A School Environment Can Positively (or Negatively) Affect a Student’s Mental Health
May is Mental Health Awareness Month. For some time, educators have known that more focus should be placed on the social emotional wellbeing of students — the whole child — particularly for students of color and students from low-income backgrounds. In the shadow of the pandemic, it has become even more apparent that extra focus needs to be given to the mental health of our students. But, in far too many of our schools, that focus is misguided at best, and harmful at worst.
The CDC recently released new data from the Adolescent Behaviors and Experiences Survey (ABES), which showed the extent of the challenges youth faced during COVID. It found 44% of students had experienced persistent feelings of sadness or hopelessness, 1 in 5 students seriously considered suicide, and about 1 in 10 students attempted suicide. These numbers are even worse for students of color, who have higher rates of poor mental health and not feeling close to persons at school. These students were severely impacted by the pandemic and faced more racism when they returned to school.
I recently delivered a keynote address to educators and administrators at the BARR National Conference on the important role schools and communities play in providing wraparound supports to students amid this mental health crisis. And this week, I was honored to connect with TV viewers and radio listeners across the country to discuss evidence-based approaches to improve the social, emotional, and academic development of our students.
It troubles me that — amid a surge in school gun violence, along with increased reports of behavioral problems with students — lawmakers and school leaders nationwide are moving to “harden” schools with more metal detectors and school resource officers (SROs), as well as implement harsh discipline policies in the name of improving the school environment.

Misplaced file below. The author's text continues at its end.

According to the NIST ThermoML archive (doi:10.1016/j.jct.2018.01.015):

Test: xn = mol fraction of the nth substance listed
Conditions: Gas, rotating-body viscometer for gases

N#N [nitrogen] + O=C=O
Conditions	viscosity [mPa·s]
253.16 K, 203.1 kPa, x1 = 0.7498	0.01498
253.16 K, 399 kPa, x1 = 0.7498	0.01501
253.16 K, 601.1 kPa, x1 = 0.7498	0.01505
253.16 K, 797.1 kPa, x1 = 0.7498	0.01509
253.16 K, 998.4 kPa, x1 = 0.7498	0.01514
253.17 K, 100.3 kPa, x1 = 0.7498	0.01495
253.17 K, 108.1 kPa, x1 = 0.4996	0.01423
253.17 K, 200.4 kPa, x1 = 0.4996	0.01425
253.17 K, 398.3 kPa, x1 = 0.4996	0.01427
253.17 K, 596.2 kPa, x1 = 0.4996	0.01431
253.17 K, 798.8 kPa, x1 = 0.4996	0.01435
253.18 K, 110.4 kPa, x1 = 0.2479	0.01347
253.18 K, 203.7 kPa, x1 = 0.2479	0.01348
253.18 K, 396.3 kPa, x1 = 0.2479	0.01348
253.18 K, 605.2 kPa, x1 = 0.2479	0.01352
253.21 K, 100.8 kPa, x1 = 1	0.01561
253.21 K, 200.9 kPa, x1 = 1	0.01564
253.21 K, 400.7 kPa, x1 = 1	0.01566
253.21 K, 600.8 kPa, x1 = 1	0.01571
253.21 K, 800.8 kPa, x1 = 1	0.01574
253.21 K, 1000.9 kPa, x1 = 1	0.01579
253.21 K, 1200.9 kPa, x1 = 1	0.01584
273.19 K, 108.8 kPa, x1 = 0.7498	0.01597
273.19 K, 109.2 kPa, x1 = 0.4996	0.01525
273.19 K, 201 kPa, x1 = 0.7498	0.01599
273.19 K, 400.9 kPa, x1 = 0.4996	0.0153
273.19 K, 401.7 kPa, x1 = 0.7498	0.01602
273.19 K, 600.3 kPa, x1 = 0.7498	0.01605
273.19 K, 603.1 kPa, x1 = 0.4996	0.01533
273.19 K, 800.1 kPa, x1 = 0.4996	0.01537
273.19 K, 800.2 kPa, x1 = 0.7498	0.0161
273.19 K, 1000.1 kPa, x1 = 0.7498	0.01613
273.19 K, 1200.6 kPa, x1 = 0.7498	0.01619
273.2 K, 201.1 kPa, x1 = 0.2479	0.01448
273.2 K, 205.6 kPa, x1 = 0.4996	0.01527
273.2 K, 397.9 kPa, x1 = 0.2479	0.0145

Not only have these reflexive measures been proven ineffective, U.S. Department of Education data has consistently shown stark disparities in how discipline is implemented in schools. Among the findings: Black students are corporally punished at twice the rate of White students, and students with disabilities are more likely to be corporally punished than their nondisabled peers.
Ed Trust released a report a few years ago that outlined how girls of color often face discipline policies that are subjective and based on biases and stereotypes. Think about this: Black girls are five times more likely than White girls to be suspended at least once from school. And in a follow-up brief released last month, we explain how misguided school discipline policies can negatively impact a student’s social, emotional, and academic development.
We must discuss ways to create physically safe and emotionally supportive school environments for all students. A good start would be for schools to adopt evidence-based approaches such as restorative justice that can be used to build and repair relationships while also holding students accountable for their actions. Instead of investing in hiring or funding SROs or supporting behavioral threat assessments, investments should be made in supportive personnel, such as school counselors, social workers, school psychologists, and others, as well as in healing-centered and restorative practices.
States like New York, Massachusetts, and Delaware are leading the way on the seven criteria we determined could best improve school discipline policies. Other states should follow their lead on issues like better professional development, better reporting of discipline data, and restrictions of the use of restraints on students.
It is my hope that advocates around the country will push schools and districts to replace antiquated policies and mindsets that attempt to “police” or “fix” students with positive discipline practices that are fairly implemented through a race-equity lens. It is possible to support the social, emotional, and academic development of all students, and create safe and respectful learning environments — all at the same time. For more information, visit edtrust.org/mentalhealth.